My special guest today is paranormal author, JA Saare. Her post is about heroines and in particular Buffy and Bella. I’m a huge Buffy fan, but also a very new one since I’ve just started watching the series for the first time. I’m hooked. Over to you, Jaime…
What makes a good heroine? Is it a hard-assed Buffy or a soft-spoken Bella?
I remember it like it was yesterday. The WB network was advertising this brand new show that was a spinoff of the movie sharing the same name. At first it was laughable, and I made the common joke about the “frog” network and their futile attempts to survive in a Seinfeld ruled world.
Buffy The Vampire Slayer – really?
Beastly creatures and high school metaphors aside, how could anyone take such a thing seriously? The market for the paranormal, at that time, was weak. Even with a devout cult following, shows like Kindred: The Embraced were shelved after one short season. Darkness didn’t prevail, people wanted pep, they wanted sass, they wanted Rachel’s latest haircut! Still, I tuned in, reminiscing about the days when Dylan Mckay was the hottest thing since freshly mopped tar on a sweltering summer roof. Chewing my popcorn and drinking my Jolt cola, I watched a young and impressionable Buffy Summers enter into the Hellmouth, err, I mean the doors of Sunnydale High, for the first time.
And whaddya know? It was love at first stake.
Buffy was tough. She was strong. And she could make the high school jocks cry like hard core sissies. But even more importantly, she was a total girl. Her need to belong to the world she was so apart from was so raw, and so very relatable. Each week brought about new challenges with real themes, ranging from first love, to domestic abuse, to losing your virginity and discovering the guy you thought you loved isn’t who you thought he was at all.
Those next seven years were some of the most memorable of my life, and I remember them fondly because they were shared with a young girl that was roughly my age when the show started and ended. Oddly enough, we shared heartache and growth, and when those final credits rolled on the final episode, The Chosen, I wept. When it was all said and done, I knew there would never be another heroine to compare, and I bid a very fond farewell to one of my favorite characters of all time.
Fast forward a couple of years.
I was browsing the books in my local Barnes and Noble, looking for something to pass the time. My favorite authors weren’t due to for a new release, and I wasn’t in the mood for the usual romance. I wanted something different, something with bite.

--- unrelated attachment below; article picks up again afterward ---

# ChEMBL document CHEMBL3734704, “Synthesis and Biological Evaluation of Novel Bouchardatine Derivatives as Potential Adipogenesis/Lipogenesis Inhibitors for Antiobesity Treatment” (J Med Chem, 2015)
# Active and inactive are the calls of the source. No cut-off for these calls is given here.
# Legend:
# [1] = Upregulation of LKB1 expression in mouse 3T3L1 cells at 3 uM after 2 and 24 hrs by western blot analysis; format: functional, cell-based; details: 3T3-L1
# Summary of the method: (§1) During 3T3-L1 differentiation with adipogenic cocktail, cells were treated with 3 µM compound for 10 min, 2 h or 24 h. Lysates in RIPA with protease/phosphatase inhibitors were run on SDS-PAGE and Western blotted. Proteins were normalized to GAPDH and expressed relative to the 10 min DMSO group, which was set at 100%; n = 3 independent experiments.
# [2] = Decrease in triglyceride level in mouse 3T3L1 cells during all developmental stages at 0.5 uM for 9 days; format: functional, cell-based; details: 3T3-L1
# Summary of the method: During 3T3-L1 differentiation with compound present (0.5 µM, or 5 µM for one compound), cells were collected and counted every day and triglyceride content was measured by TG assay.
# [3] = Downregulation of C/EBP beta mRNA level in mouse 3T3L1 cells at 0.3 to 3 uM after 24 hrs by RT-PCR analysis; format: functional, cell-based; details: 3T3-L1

A cover got my attention. It was simple but elegant, a pair of alabaster hands palming a ripe red apple. Figuring I had nothing better to do, I snagged the book and purchased it along with a double Mocha Latte. I read it in record time. It was a beautiful story, a romance that used sensuality to sell. Sure, Bella was a tad annoying, but what girl isn’t at that age? And that hunk, Edward, hubba-bubba! Not a bad read at all, and guess what? The sequel, New Moon, was coming soon!
It was a good thing I had the foresight to save that first edition hardback, because soon after, the Twilight frenzy was born.
Now, it’s all about New Moon. The motion picture is on the way and the hype has just begun. As I stare at the numerous billboards lining the walkways of Target and Wal-Mart, I have to ask myself…What is the deal?
Attending the release party at that same Barnes and Noble for Breaking Dawn was a mind-blowing experience. For one, I discovered no book, and I do mean no book, is worth the agonizing shrieks of ecstatic tweens as they clamor for their sparkling vampire fix. Fights broke out over quizzes that indicated your “blood type”, and if you were the parent of the disgruntled girl that got the white paper bracelet that signified Jacob’s preference, Lord help you.
Then it hit me.
The frenzy isn’t about Bella at all. It’s all about Edward – the man that completes her. For without him, she is nothing.
Testing my theory, I pulled out Twilight and read it again, then came New Moon and Eclipse. Yep, it was just as I thought. Bella, the ever normal Mary Sue that is plain and shy but shows up at a new school and becomes uber-popular and snags the attention of the notorious unobtainable vamp himself, is only important so long as the topazed-eyed vegetarian sparkler is at her side. What better way to prove self-worth than to gain the attention of the most beautiful creature in existence, and maintain it permanently?
Jaded and angry, I pulled out my DVD collection of Buffy The Vampire Slayer, starting with season one. There were similarities – anxiety, shyness, attempting to fit in.
But then, it happened.
Buffy meets Angel, and in true kick-ass manner, she blows him off. Oh, to be sure, she did so in a sultry fashion. And what do you know? The boy follows her. Thus, one of the most beloved and indelible couples on the small screen was born.
It’s a shame Buffy The Vampire Slayer didn’t get the recognition Twilight has. Though they are notably different (Buffy, though in print and comic format, is inherently a television show), the messages were so much deeper, so much more involved. Sure “Buffy The Vampire Slayer” sounds silly, but that goes to show you that it’s not smart to judge a book by its title, or in this case, the catchy symbolism of a cover.
If Mr. Whedon has some free time, maybe he can schedule an intervention and do the world a favor.
Have Buffy give Bella a call, Joss. The world needs a reality check.
Jaime AKA J.A. Saare
J. A. will be giving away a $10 Amazon.com gift certificate to one randomly drawn commenter from her blog tour so don’t forget to comment here to have a chance to win. For details of JA Saare’s entire blog tour go here.
Which heroine do you prefer? Buffy or Bella? What do you think makes a good heroine?